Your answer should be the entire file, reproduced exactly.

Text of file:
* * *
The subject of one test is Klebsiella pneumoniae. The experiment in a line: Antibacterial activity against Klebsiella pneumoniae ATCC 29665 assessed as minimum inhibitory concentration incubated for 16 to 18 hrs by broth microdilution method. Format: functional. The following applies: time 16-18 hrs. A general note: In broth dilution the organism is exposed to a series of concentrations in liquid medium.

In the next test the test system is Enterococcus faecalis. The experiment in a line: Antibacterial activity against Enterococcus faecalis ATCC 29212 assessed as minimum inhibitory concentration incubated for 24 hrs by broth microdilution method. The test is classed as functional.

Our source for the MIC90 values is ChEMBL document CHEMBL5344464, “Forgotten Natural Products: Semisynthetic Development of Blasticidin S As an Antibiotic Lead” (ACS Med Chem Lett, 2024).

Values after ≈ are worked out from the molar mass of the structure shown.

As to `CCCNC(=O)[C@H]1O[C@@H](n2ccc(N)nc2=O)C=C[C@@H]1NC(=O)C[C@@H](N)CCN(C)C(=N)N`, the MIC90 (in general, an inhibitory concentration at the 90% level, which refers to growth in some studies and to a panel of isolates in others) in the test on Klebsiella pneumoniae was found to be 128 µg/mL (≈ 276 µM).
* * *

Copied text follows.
The subject of one test is Klebsiella pneumoniae. The experiment in a line: Antibacterial activity against Klebsiella pneumoniae ATCC 29665 assessed as minimum inhibitory concentration incubated for 16 to 18 hrs by broth microdilution method. Format: functional. The following applies: time 16-18 hrs. A general note: In broth dilution the organism is exposed to a series of concentrations in liquid medium.

In the next test the test system is Enterococcus faecalis. The experiment in a line: Antibacterial activity against Enterococcus faecalis ATCC 29212 assessed as minimum inhibitory concentration incubated for 24 hrs by broth microdilution method. The test is classed as functional.

Our source for the MIC90 values is ChEMBL document CHEMBL5344464, “Forgotten Natural Products: Semisynthetic Development of Blasticidin S As an Antibiotic Lead” (ACS Med Chem Lett, 2024).

Values after ≈ are worked out from the molar mass of the structure shown.

As to `CCCNC(=O)[C@H]1O[C@@H](n2ccc(N)nc2=O)C=C[C@@H]1NC(=O)C[C@@H](N)CCN(C)C(=N)N`, the MIC90 (in general, an inhibitory concentration at the 90% level, which refers to growth in some studies and to a panel of isolates in others) in the test on Klebsiella pneumoniae was found to be 128 µg/mL (≈ 276 µM).